By now you have a rich calendar of learning events. Training is happening. How do you know if it’s working?
Think about measuring the following:
- Quality: how good is your learning program.
- Volume: how much of learning happens at your organization.
- Impact: what’s the result of all this.
How good is your learning program? One way to think about quality is to use Kirkpatrick’s model of Training Evaluation. Here’s my take on measuring training along Kirkpatrick’s four levels:
What did participants think about the training? Ask them right after the class. We used Net Promoter Score (NPS). It’s simple and provides enough signal, both qualitative and quantitative. We set the bar for NPS over 30. At Twitter University, we were running at around 60 NPS, an A/A+. Over a third of attendees would provide feedback at the end of the class.
This would the measure of how well people understood and retained the content. You could conduct a quiz or a test at the end of the class to assess what people learned. We didn’t run these tests. Micro classes (1–2 hours) weren’t conducive to testing.
Have we changed attendee’s behavior? This is important. At Twitter, we did some fancy experiments of looking at attendees work. For example, has an engineer who learned Scala from us commit any production code in Scala?
We had all data (too much of it!) and so were able to analyze behavior. But, the data was too noisy. Asking participants to self-rate their application of what they learned was simpler. We’d ask them 30–90 days after the training. “On a scale of 0–10, how applicable was what you’ve learned to your job?” and “Why/why not?”. We targeted an average of over 7.
What is the impact of what the participant learned to their job? Giving someone skills to create the best work ever is the goal. But this is hard to measure.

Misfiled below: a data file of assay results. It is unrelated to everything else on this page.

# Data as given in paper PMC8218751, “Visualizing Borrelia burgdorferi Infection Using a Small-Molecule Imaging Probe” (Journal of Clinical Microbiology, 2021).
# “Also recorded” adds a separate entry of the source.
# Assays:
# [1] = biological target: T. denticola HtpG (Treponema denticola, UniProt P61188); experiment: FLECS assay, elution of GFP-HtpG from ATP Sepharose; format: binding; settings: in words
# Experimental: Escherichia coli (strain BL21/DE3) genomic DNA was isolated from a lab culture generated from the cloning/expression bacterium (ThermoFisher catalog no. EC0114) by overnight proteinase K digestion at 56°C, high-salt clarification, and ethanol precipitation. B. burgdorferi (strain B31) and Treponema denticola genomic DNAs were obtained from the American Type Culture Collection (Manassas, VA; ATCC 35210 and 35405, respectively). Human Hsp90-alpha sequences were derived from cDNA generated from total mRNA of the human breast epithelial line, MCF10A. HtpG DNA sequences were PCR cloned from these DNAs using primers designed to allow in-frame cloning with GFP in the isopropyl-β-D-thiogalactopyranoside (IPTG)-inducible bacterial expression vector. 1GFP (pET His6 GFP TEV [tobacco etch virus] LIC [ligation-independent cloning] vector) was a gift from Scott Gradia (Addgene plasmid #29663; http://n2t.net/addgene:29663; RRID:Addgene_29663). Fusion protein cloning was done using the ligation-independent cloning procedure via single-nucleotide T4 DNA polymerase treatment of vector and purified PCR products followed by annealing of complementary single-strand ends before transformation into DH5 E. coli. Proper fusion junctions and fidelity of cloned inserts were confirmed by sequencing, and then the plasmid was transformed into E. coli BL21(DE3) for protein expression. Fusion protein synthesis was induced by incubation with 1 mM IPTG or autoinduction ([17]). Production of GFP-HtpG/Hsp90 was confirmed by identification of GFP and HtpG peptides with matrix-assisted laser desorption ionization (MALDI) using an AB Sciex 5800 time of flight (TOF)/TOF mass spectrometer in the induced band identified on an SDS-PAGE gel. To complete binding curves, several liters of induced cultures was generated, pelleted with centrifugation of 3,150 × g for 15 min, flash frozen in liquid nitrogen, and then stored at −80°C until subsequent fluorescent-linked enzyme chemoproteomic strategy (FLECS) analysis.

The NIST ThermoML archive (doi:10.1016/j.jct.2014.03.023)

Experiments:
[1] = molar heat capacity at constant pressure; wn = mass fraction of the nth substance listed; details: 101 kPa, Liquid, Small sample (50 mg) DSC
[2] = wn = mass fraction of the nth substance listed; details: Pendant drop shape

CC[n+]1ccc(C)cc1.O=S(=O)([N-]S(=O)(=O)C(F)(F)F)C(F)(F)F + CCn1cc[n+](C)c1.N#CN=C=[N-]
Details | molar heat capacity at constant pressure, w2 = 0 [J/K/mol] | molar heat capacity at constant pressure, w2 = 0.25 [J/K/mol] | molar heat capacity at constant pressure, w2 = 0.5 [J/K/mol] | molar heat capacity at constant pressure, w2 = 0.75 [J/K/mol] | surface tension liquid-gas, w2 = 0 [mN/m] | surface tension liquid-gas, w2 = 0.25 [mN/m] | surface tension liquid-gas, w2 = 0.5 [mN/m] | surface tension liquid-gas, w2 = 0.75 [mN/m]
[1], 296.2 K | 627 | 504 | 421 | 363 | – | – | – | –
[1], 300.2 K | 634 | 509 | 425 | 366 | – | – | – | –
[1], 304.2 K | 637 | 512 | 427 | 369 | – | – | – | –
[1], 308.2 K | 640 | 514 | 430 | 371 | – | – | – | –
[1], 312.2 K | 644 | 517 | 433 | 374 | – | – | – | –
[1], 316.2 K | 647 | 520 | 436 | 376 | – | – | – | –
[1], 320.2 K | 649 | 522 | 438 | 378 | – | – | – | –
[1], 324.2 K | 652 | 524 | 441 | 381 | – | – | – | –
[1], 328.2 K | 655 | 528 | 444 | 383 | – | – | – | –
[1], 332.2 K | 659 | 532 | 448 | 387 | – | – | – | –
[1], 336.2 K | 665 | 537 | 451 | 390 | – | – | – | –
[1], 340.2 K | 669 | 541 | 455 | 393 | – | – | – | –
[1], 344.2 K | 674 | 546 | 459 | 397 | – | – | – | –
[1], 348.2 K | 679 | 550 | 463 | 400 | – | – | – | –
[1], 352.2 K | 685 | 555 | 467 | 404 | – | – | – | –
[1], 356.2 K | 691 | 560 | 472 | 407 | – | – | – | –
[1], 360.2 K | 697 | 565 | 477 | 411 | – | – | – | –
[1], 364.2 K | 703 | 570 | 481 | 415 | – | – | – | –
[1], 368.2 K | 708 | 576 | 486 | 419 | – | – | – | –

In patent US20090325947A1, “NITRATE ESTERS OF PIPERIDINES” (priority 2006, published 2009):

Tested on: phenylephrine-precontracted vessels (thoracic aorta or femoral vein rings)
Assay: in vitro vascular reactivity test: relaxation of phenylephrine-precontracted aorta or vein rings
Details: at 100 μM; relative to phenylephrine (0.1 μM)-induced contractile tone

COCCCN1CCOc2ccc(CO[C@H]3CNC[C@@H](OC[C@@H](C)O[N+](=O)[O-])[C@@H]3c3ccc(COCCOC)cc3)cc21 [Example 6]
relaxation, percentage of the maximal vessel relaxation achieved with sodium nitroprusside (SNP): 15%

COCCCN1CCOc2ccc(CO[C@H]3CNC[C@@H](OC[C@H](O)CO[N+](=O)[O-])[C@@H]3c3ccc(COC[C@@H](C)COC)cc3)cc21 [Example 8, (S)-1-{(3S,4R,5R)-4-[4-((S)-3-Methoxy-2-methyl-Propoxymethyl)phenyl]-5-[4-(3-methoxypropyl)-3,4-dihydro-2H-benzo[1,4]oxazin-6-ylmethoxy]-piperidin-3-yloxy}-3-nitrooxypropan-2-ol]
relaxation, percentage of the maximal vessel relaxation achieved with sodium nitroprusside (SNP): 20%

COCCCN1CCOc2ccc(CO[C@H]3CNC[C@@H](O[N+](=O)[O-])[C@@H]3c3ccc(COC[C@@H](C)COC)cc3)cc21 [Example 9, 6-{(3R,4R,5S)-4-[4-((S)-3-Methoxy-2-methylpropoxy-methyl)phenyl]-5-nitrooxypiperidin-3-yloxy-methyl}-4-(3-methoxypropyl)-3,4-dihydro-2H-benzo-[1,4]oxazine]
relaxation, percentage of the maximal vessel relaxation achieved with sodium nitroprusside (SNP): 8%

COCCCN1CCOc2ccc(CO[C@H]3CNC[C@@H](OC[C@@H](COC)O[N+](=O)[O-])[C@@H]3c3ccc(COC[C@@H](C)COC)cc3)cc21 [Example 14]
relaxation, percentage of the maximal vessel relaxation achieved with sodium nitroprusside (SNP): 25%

Again, we looked at the data first. We looked at the correlation of learning to promotions. We compared manager and peer feedback over time for those who took or taught classes. We even tried to link quality of code to the level of training. There were very few insights.
At the end, the best yet simplest yardstick was to ask. We looked for anecdotal experiences where skills learned affected one’s wins at work. We started uncovering vivid success stories. They were often inspiring.
Quality is important. But distinguish between feel-good class feedback and the real business results.
How much training is going on? What is the right metric?
We used butts-in-seats as a proxy for value. Our assumption was that everyone is busy. So, time is a form of a currency. If engineers choose to sit on a class, that must be valuable to them.
While you may not have a baseline, it helps to measure if the volume is growing as your organization scales up. A lower volume means fewer people enjoy your classes or your offerings are getting stale. An upswing in volume could be that you’ve uncovered a new “bestseller”.
Watch the volume dial as you experiment with your course catalog. It’s a good indicator if you’re on the right track.
Quality x Volume = Impact.
Roughly. We tried to come up with the precise math. That didn’t work.
Pulse survey for the organization provided more visibility. Quarterly, we’d ask engineers what worked and what didn’t. Over time learning got to the very top. People felt they had the right skills at the right time to do their job well.